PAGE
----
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Saturated Hydrocarbons

Many catalytic reactions of industrial importance involve reforming of saturated hydrocarbons to more reactive species. Often the first step is breaking of a C-H bond, which is a strongly activated process. It has been known for a long time that the C-H bond can be activated already in the adsorbed molecular state.
The adsorption energy of saturated hydrocarbons is close to the sublimation energy on most metal surfaces. Therefore these systems have traditionally been thought of as typical examples of physical adsorption, where dispersion forces are responsible for the bonding and there are no significant changes of the electronic structure upon adsorption. Previous results mainly from vibrational spectroscopy do, however, show softening of C-H stretch vibrations. This indicates that there are changes in the electronic structure upon adsorption.
Using x-ray emission spectroscopy (XES) and x-ray absorption spectroscopy (XAS) in combination with spectrum calculations with density functional theory (DFT) we have measured both the occupied and unoccupied local electronic structure of n-octane in an atom specific and symmetry resolved way.
XES, which probes the occupied density of states, reveals new adsorption-induced states, which we assign to interaction between the mainly the bonding CH-orbitals and the Cu 3d band. By performing a systematic investigation of how the XA and XE spectra are influenced by different structural parameters, we conclude that the geometry is significantly distorted relative to the gas phase. The bonding to the surface leads to strengthening of C-C bonds and weakening of C-H bonds. These changes are interpreted as a rehybridization of the carbon from sp3 to sp2.8.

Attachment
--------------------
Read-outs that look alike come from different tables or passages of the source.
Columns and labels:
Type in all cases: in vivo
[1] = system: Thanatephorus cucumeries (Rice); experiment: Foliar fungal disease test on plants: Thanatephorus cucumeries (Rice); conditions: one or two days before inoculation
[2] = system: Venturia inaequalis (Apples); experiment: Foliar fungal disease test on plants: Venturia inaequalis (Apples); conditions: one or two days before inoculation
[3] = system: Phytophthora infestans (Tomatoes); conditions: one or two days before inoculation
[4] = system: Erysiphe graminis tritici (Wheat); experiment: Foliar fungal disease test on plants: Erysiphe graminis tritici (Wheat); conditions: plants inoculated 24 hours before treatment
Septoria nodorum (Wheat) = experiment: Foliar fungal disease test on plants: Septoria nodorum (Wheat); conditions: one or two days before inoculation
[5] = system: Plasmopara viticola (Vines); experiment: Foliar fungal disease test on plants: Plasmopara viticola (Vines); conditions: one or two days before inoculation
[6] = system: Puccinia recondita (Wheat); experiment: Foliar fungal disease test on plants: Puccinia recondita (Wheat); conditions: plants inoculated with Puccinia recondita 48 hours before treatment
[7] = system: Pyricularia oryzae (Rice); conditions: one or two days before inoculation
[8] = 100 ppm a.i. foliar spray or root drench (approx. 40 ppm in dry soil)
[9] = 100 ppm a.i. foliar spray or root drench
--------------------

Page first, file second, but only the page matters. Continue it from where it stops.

These results can be useful for the understanding of the CH bond cleaving mechanism, which is important in catalysis. Comparison of theoretical spectra between adsorption of n-octane on Cu and Ni surfaces show that the main difference is the position of the adsorption induce occupied states, which follow the position of the metal d band. On Cu all these states are occupied, whereas on Ni they cross the Fermi leaving some of them unoccupied, which leads to a stronger bond. This can explain why Ni is an efficient dehydrogenation catalyst, whereas Cu is not.
References:
H. Öström, L. Triguero, M. Nyberg, H. Ogasawara, L.G.M. Pettersson and A. Nilsson, Physical Review Letters 91, 046102 (2003)
H. Öström, L. Triguero, K. Weiss, H. Ogasawara, M. G. Garnier, D. Nordlund, M. Nyberg, L.G.M. Pettersson and A. Nilsson, Journal of Chemical Physics 118, 3782 (2003)
K. Weiss, H. Öström, L. Triguero, H. Ogasawara, M. G. Garnier, L.G.M. Pettersson and A. Nilsson, Journal of Electron Spectroscopy and Related Phenomena 128, 179 (2003)
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